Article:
Mikaela Martin is relatively new to town, having only lived in Lake Cowichan for about a year.
She’s already fallen down an unmarked set of stairs while riding her mobility scooter — an accident that sent her to hospital — and the sidewalks are less than ideal.
“Most of the sidewalks are poorly built or very wrecked,” Martin said of the Town’s general accessibility. There are utility poles in the middle of some sidewalks, overgrown foliage in some spots, and in other areas vehicles or trailers parked on the sidewalk force Martin onto the road.
Now, on top of all that, she’s having to worry about getting hit by cars, too.
The visually impaired woman has nearly been stuck by three different vehicles in the last year, all while trying to cross the street in a marked crosswalk. And it’s not just one particular crosswalk, there are several.
The crossing near the post office, the one by the bank, and one near the roundabout are all dangerous, Martin noted. And another by the grocery store is tricky because of the plants in the median, added her mom, Ann Jensen.
“I don’t like the odds,” said Jensen. “It hasn’t been a great experience for her to just go about daily life.”
She’s worried her daughter is going to get seriously injured.
Martin, who can only see out of her right eye and has no functional use of her left arm, is concerned, too. Thus far she’s struggled to feel safe.
“I’m paranoid,” she admitted. “Here, I’ve had so many more close calls across the road than any other of the towns I’ve been in.”
Martin always uses marked crosswalks, always has her service dog, Strudel, with her, and quite often has her bike or red mobility scooter, too. Still, drivers don’t seem to take note when she’s crossing the street.
“I have taken her to the RCMP detachment complaining about her nearly being hit. They didn’t offer any solution other than her being more careful,” said Jensen. “This is a young woman with mobility issues and who is visually impaired trying to live a safe, independent life. As her mom, I believed Lake Cowichan would be a perfect small community for her to live safely in.”
Jensen took to the local Facebook community group pages in an effort to raise some awareness.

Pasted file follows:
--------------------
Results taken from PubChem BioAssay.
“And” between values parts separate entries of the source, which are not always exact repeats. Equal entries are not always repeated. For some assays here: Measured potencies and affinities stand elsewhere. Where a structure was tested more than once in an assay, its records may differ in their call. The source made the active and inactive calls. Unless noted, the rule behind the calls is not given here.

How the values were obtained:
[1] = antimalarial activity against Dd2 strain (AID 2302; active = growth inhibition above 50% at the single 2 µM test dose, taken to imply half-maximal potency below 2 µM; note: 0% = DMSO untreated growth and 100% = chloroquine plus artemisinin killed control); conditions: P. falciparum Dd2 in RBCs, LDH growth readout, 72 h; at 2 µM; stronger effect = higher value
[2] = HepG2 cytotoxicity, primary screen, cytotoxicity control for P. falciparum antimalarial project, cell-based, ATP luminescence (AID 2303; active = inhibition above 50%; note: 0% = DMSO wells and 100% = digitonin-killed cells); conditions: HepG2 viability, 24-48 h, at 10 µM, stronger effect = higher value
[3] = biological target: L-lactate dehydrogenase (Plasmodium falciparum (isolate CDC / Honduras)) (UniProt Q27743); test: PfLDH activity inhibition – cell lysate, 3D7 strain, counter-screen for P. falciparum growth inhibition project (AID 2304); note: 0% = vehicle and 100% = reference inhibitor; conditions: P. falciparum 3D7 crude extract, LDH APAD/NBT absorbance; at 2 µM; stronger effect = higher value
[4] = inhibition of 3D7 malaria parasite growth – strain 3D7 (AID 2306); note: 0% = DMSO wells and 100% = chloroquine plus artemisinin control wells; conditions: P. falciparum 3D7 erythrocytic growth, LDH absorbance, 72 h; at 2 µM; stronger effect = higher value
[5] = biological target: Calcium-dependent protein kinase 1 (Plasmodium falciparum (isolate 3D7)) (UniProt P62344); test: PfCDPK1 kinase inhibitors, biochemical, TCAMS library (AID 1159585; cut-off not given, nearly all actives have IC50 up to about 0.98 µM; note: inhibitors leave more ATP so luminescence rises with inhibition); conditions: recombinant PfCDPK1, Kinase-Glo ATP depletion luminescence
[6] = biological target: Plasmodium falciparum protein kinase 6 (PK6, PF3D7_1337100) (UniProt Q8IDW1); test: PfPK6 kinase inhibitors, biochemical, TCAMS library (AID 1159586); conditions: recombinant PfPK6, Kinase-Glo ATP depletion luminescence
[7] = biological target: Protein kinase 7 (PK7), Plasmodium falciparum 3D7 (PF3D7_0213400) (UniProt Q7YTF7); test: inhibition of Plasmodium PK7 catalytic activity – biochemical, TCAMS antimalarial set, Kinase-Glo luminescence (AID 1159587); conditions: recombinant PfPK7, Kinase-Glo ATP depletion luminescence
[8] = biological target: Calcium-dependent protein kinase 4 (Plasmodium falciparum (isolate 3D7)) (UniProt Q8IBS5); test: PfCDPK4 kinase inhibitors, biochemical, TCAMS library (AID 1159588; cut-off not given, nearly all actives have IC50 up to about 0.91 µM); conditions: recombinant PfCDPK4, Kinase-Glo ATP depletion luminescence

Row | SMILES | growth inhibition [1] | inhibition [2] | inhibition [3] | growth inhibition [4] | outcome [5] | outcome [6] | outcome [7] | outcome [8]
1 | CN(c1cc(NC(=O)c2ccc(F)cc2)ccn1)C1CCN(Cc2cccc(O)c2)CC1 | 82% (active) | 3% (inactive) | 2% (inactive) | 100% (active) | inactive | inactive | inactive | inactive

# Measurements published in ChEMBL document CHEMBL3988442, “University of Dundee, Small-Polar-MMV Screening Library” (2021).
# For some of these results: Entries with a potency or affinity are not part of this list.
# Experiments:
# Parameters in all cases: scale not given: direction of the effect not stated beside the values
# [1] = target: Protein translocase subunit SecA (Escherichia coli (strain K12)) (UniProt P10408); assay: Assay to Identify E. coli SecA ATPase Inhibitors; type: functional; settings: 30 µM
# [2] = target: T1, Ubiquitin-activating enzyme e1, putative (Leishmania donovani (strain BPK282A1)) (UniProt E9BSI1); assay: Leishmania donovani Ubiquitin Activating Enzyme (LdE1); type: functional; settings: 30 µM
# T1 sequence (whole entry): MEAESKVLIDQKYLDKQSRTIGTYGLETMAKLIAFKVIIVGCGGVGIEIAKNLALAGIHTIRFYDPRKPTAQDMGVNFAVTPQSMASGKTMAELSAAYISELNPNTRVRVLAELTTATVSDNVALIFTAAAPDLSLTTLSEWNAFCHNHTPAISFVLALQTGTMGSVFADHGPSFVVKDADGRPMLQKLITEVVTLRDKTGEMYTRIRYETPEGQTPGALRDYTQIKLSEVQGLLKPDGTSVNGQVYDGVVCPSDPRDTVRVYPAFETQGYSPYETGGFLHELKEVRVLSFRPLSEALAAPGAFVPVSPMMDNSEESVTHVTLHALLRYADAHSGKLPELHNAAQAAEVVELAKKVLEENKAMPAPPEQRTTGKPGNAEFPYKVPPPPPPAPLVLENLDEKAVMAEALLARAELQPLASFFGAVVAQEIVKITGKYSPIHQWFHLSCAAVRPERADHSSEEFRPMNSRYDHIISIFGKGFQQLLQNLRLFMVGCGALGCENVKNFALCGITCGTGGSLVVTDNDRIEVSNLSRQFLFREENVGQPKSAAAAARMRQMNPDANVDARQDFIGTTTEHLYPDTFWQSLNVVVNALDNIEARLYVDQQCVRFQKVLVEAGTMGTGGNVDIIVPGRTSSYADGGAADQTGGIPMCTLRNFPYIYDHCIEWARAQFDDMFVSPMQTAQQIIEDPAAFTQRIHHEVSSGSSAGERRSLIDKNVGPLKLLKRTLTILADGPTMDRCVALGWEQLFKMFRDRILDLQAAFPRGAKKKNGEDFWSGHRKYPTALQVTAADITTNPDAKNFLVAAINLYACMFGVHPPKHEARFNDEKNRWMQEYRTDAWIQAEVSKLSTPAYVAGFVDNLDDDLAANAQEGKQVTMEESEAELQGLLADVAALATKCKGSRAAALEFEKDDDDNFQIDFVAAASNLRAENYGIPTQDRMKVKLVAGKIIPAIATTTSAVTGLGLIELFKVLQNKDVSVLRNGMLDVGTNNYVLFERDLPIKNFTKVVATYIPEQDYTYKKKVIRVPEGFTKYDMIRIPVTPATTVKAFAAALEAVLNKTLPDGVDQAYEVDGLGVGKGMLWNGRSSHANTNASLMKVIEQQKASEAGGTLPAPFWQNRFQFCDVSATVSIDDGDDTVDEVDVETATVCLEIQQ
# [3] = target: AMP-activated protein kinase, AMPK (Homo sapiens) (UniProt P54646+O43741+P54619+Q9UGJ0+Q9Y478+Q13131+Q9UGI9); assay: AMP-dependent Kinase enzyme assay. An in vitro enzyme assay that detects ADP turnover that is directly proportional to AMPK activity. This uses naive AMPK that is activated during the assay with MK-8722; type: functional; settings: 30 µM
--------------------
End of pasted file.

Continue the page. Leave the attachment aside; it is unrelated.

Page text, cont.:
“I just want to start a conversation and make people aware,” Jensen said. “It sounds like this is not an isolated thing.”
The responses varied, though she felt there were two perspectives in general in response to her post.
“One, there was a lot of people saying, ‘yeah, this is an issue, I’ve had the same experience, we need to do something’,” she said. “Other people were trying to say that she is 100 per cent responsible for her safety and not to make her safety other people’s problem.”
While Martin does agree she needs to be careful, she said most of her close calls have been while she’s been in the middle of the crosswalk and with the safety warning lights flashing.
“Last time I almost got hit, I saw this person, and they didn’t notice me at all,” she explained. “The vehicle drove by [about a foot] from my front tire. If Strudel had been in front of me her face would have been smucked.”
The service dog is not trained to lead Martin.
“If it was a visual impairment dog, the dog would have stopped her, but she’s not trained for any of that stuff,” Jensen said. “She’s a seizure response dog,” provided to Martin at no cost by the Lions Foundation of Canada Dog Guides.
In general, the community needs to look a little bit more at how people move through it, Jensen said.
“In the bigger picture, I think this town seriously needs to look at its road structures because in the summertime, during all the music festivals, it’s dangerous for her to go out,” she said. “As the community grows, things are just going to get worse.”
The bottom line:
“Everyone please look at where you are going and be aware of pedestrians,” Jensen said. “Let’s look out for one another and if you see Mikaela, maybe say ‘Hi’.”
Lake Cowichan Mayor Rod Peters acknowledged that some of the town’s sidewalks are in need of maintenance after the winter season.
He said now that winter has come to an end, the town’s maintenance crews are beginning work on the sidewalks, with the worst areas being dealt with first.
As for drivers who fail to stop at crosswalks, Peters said the town has tried information campaigns and advertising for years in ongoing efforts to have residents drive more safely and responsibly.
He said one of the biggest issues is that the traffic calming measures placed on several roads through Lake Cowichan by the Ministry of Transportation and Infrastructure are not working as planned.
“It’s called traffic calming, but I call it traffic frustration,” Peters said.
“There was a meeting between the town, ministry, ICBC and the RCMP to discuss this, but there wasn’t any enthusiasm to change much.”